According to you, the ONLY thing in mom's favor is that you now live 41 miles away from child's school. That is a heck of a schlep to do twice daily, for a 7 year old child. Unless you show that you have turned those 41 miles into quality parenting time (e.g., you take a train, and you and she play games and do homework together during the train ride), a court may have some concerns about this. Enough to modify the parenting schedule? Nobody can predict. It'd be helpful if you had a teacher on your side, because then a court could balance the 41 miles with, "Well, a teacher seems to indicate that child is better prepared for school while in the father's care."

So, let's look at mom's home. According to you, a man previously restrained from having contact with your child is now living with the mother. But on the other hand, he moved into her home in January (when the restraining order was lifted), and you did nothing!

If it was SOOOO dangerous, you would have filed orders for sole custody the day after you found out this guy moved into the mother's home. So, it's a hard sell for you to now say (in response to the mother's petition for sole custody) that this guy is too dangerous to be around the child. I'm sure you can understand an outsider's perspective on this.

I think your position ought to be, "Well, I figured I couldn't force this guy not to move in, once the restraining order was lifted, so I wanted to give mom's decision the benefit of the doubt. But 5 months later, my child is now describing a certain level of fear about this man and she describes him as pretty volatile. This was my concern from the outset-- his past shows that he's a violent criminal, and it's spilling into the mother's home."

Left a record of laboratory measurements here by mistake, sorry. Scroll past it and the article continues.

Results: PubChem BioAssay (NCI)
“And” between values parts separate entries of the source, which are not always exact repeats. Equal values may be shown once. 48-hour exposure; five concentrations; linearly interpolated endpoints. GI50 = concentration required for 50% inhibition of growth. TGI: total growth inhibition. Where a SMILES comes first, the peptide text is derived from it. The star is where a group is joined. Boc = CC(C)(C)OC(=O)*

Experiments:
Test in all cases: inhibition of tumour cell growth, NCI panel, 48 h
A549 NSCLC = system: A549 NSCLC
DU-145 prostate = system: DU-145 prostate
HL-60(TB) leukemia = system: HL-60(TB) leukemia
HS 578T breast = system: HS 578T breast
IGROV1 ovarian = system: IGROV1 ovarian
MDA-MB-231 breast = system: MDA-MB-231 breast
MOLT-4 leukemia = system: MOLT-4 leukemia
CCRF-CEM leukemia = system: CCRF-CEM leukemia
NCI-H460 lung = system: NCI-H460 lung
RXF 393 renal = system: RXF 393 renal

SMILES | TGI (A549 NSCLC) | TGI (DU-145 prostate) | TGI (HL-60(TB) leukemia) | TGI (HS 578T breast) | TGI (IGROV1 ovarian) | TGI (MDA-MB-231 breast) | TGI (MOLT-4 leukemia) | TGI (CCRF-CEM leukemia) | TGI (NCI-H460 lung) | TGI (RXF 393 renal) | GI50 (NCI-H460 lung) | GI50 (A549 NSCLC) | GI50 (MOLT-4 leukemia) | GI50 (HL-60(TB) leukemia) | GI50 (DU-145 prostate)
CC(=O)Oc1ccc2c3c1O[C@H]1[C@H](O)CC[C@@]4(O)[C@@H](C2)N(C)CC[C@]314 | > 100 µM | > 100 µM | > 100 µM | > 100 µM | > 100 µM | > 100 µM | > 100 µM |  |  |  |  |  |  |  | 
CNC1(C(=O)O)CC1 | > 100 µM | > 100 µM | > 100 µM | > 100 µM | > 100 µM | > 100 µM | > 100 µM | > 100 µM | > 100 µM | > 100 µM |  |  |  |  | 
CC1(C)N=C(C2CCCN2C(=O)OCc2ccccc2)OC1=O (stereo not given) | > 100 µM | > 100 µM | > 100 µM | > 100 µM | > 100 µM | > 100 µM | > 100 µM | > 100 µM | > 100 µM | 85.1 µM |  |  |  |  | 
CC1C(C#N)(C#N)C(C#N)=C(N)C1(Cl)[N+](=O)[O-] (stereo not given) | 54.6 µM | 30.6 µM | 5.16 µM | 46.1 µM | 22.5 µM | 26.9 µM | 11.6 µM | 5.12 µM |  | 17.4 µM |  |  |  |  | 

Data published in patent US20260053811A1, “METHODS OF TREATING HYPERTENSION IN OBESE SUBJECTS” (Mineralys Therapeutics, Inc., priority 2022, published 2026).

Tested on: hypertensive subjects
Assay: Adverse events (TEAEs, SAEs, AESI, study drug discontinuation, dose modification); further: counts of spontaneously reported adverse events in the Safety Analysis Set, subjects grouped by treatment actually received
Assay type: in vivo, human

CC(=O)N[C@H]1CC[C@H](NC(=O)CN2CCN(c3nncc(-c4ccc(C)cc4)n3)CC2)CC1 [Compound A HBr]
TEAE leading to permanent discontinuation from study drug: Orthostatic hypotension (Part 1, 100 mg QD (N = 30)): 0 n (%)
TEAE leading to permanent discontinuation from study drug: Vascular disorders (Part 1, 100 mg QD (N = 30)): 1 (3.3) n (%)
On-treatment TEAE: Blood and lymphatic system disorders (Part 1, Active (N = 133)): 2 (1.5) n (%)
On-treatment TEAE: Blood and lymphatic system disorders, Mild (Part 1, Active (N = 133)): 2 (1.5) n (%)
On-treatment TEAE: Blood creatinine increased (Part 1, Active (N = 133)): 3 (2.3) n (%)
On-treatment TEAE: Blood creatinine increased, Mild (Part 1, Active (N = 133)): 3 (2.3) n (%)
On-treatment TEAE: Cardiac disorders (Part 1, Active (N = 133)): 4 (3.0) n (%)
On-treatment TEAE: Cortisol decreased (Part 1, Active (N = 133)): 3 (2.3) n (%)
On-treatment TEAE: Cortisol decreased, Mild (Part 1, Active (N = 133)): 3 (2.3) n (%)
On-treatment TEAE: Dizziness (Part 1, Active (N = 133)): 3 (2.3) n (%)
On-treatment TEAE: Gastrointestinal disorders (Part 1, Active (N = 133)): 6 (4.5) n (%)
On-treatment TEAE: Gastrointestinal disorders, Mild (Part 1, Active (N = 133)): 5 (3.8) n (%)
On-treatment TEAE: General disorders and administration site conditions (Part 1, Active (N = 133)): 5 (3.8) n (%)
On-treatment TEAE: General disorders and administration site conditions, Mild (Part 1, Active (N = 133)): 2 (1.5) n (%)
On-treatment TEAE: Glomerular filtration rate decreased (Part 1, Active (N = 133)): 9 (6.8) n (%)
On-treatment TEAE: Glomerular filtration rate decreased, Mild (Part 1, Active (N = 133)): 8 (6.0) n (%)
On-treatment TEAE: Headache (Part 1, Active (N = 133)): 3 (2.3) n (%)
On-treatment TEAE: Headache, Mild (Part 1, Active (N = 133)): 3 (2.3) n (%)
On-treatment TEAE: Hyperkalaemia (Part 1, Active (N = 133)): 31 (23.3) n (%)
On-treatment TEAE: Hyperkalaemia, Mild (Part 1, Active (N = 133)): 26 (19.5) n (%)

If you take the child to a psychologist, who then reports on the same about the child's fear of boyfriend and feeling pressure from mom to hate you, that's pretty good for you.

If you have a thousand (or two) bucks, hire a private investigator to REALLY look into this guy's past.

If you get serious dirt on him, if he's a repeat offender, if he's got drug and alcohol issues-- you have nearly 100% guarantee that the judge will NOT put this child into the mother's home at a greater level than present.

It's good that you recognize that you don't have much of a case right now, due to He Said She Said. Some people are ignorant to the work they need to do, but you're aware of it.

Bolster your case with good evidence. For extremely good guidance on how to do that, get a copy of Guy White's book called "Child Custody A to Z". It's on my Recommended Books page.

This case - years after your divorce - isn't about proving which home is better. It's about proving that the current situation is so bad for the child, a different parenting plan is necessary. If both homes are adequate, and if the judge isn't concerned about the boyfriend or the 41 miles, then you'll walk out with everything getting dismissed on both sides. I don't think you have enough to change custody, unless your attorney knows facts that you haven't shared. You MAY have enough to get more custodial time with the child, which doesn't necessarily give you sole custody.

As to things I didn't address... don't try to speculate about the mother's motivations. You'll sound goofy. Just lay out your case as to why what you're seeking is now best for this child.

Eric





This website gives common sense advice that is not intended to act as legal guidance nor psychological guidance. The author is neither an attorney nor licensed psychologist. For specific legal guidance or specific psychological guidance, consult with a licensed professional.